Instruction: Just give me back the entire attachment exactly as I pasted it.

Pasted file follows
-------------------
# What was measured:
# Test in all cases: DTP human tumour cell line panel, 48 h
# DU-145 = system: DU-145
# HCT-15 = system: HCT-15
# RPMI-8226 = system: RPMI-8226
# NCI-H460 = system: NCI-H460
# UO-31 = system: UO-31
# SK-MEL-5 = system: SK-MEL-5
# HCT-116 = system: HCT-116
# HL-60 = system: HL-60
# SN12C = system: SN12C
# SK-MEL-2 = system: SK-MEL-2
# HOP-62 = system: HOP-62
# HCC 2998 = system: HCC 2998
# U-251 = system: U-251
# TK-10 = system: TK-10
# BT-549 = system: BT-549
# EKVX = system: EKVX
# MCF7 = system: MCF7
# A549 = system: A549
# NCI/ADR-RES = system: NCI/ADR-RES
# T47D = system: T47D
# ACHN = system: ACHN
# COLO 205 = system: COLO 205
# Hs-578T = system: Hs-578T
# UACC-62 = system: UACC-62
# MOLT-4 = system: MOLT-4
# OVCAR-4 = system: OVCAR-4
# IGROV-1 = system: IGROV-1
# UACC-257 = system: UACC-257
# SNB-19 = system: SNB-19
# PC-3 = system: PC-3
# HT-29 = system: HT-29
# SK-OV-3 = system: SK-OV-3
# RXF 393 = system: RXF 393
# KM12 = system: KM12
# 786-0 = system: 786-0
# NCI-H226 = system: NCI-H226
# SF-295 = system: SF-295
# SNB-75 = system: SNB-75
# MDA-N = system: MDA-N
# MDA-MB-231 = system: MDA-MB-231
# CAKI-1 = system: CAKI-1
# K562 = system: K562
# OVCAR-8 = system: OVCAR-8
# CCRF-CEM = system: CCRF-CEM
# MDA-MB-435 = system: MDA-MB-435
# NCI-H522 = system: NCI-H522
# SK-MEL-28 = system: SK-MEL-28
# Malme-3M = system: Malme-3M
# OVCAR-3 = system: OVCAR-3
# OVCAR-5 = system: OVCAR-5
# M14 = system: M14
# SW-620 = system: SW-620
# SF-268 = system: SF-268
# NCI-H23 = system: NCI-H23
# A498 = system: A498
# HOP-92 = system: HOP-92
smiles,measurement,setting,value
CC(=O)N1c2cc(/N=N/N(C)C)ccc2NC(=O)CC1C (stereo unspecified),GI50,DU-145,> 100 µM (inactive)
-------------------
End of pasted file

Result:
# What was measured:
# Test in all cases: DTP human tumour cell line panel, 48 h
# DU-145 = system: DU-145
# HCT-15 = system: HCT-15
# RPMI-8226 = system: RPMI-8226
# NCI-H460 = system: NCI-H460
# UO-31 = system: UO-31
# SK-MEL-5 = system: SK-MEL-5
# HCT-116 = system: HCT-116
# HL-60 = system: HL-60
# SN12C = system: SN12C
# SK-MEL-2 = system: SK-MEL-2
# HOP-62 = system: HOP-62
# HCC 2998 = system: HCC 2998
# U-251 = system: U-251
# TK-10 = system: TK-10
# BT-549 = system: BT-549
# EKVX = system: EKVX
# MCF7 = system: MCF7
# A549 = system: A549
# NCI/ADR-RES = system: NCI/ADR-RES
# T47D = system: T47D
# ACHN = system: ACHN
# COLO 205 = system: COLO 205
# Hs-578T = system: Hs-578T
# UACC-62 = system: UACC-62
# MOLT-4 = system: MOLT-4
# OVCAR-4 = system: OVCAR-4
# IGROV-1 = system: IGROV-1
# UACC-257 = system: UACC-257
# SNB-19 = system: SNB-19
# PC-3 = system: PC-3
# HT-29 = system: HT-29
# SK-OV-3 = system: SK-OV-3
# RXF 393 = system: RXF 393
# KM12 = system: KM12
# 786-0 = system: 786-0
# NCI-H226 = system: NCI-H226
# SF-295 = system: SF-295
# SNB-75 = system: SNB-75
# MDA-N = system: MDA-N
# MDA-MB-231 = system: MDA-MB-231
# CAKI-1 = system: CAKI-1
# K562 = system: K562
# OVCAR-8 = system: OVCAR-8
# CCRF-CEM = system: CCRF-CEM
# MDA-MB-435 = system: MDA-MB-435
# NCI-H522 = system: NCI-H522
# SK-MEL-28 = system: SK-MEL-28
# Malme-3M = system: Malme-3M
# OVCAR-3 = system: OVCAR-3
# OVCAR-5 = system: OVCAR-5
# M14 = system: M14
# SW-620 = system: SW-620
# SF-268 = system: SF-268
# NCI-H23 = system: NCI-H23
# A498 = system: A498
# HOP-92 = system: HOP-92
smiles,measurement,setting,value
CC(=O)N1c2cc(/N=N/N(C)C)ccc2NC(=O)CC1C (stereo unspecified),GI50,DU-145,> 100 µM (inactive)